Array with appended column:
[[ 10.  20.  30. 120.  22.]
 [ 20.  40.  60. 240.  39.]
 [ 30.  60.  90. 120.  67.]
 [ 60.  17.  65.  10.  55.]]

Adding noise to a model function

Well, that was some basics! Now, I will put it to be useful in a small application.

As a physics teacher, I frequently need data for demonstration of various things. Let’s say we have a mass which undergoes harmonic oscillation due to it’s attached to a spring. If we want to model it’s position $y$ with respect to time $t$, we get something like


for some constants $A$, $\omega$ and $\phi$. In the upcoming example I will assign, for the case of simplicity, $A = 1$, $\omega = 1$ and $\phi = 0$.

Well, maybe a mass will behave in exact the way the function states. It will, in Utopia but not in the classroom. To model a more realistic case, we need to add some noise to the function before present the data for the students. Here, the Array class in NumPy comes to our help.

I will make an array like

Time val. 1 Time val. 2 Time val 3. Time val 4. And so on…
Position 1 (according to function) Position 2 (according to function) Position 3 (according to function) Position 4 (according to function) And so on…
Position 1 (with noise added) Position 2 (with noise added) Position 3 (with noise added) Position 4 (with noise added) And so on…

and then plot the data. Ready?

import numpy as np
import matplotlib.pyplot as plt"dark_background")

# Define some constants
A, omega, phi = 1, 1, 0
ti, tf, numberOfSamples = 0, 9, 100 # ti, tf: Start and end time

# Make the noise standard deviation 0.1
# The higher value, the more spread
noiseSpread = 0.1

# Create the array that holds the data
data = np.zeros([3, numberOfSamples])

def position(t):
    return A * np.sin(omega * t + phi)

# Replace the upper row with the time series
# The linspace() function returns a specified number of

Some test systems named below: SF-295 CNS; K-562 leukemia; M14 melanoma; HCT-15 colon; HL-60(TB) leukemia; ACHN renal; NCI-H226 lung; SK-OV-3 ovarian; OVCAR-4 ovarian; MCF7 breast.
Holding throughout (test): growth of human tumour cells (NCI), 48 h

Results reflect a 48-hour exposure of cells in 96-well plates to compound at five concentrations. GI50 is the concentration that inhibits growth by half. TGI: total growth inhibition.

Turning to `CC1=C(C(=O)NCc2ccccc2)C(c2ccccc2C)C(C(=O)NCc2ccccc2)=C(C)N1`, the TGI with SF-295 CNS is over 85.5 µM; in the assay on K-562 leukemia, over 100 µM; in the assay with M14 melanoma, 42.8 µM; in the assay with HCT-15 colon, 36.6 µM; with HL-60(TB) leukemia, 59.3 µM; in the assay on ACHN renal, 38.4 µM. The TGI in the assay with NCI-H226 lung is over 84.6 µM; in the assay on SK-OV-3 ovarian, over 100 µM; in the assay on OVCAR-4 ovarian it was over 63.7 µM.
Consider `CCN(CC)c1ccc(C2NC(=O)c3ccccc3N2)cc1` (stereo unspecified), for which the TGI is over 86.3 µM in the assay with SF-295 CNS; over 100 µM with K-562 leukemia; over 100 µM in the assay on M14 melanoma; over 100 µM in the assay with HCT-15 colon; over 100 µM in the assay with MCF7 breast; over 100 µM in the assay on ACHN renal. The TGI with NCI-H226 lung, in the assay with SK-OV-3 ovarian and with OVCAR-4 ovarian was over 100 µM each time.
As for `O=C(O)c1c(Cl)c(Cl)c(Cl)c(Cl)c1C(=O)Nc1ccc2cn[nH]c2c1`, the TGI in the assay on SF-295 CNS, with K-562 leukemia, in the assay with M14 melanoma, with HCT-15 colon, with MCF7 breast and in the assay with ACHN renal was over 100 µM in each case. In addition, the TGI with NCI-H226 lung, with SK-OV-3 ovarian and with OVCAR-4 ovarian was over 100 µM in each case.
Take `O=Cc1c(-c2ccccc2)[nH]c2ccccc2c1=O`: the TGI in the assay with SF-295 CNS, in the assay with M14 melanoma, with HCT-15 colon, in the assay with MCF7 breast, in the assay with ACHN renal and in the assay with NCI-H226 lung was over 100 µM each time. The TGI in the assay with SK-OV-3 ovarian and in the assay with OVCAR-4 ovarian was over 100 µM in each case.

# values between limits in an array of 1 row
data[0] = np.linspace(ti, tf, numberOfSamples)

# Replace the middle row with the actual function values
data[1] = position(data[0])

Great! We now have the two first rows in our array with just a few lines of code. Just the last row with the noise left.

To get a realistic noise, we call the function random.normal(), which is a part of the NumPy package. We call it with argument random.normal(mu, sigma, size); that is mean value, standard deviation and size of the array with values (yupp, the function may return an array of values if we specify the size). We continue the code:

# Replace the lower row with values noise to function values
# The mean value is the current function value, the values
# each by each in data[1]
data[2] = np.random.normal(data[1], noiseSpread, numberOfSamples)

# The only thing left is to plot the values!
fig, ax = plt.subplots(figsize=(10, 5), dpi=90)
funcPlot = ax.plot(data[0], data[1])
noisePlot = ax.plot(data[0], data[2], ".")
ax.legend((funcPlot[0], noisePlot[0]),
          ("Model Function",
           "Model Funktion\nwith applied Noise"), loc = "lower left")

Let’s now look at the simulation together with the model function.

Fig 1: Sine with noise

We have got a more realistic set of values by adding normal distributed random values on the model function. That’s all for now, folks!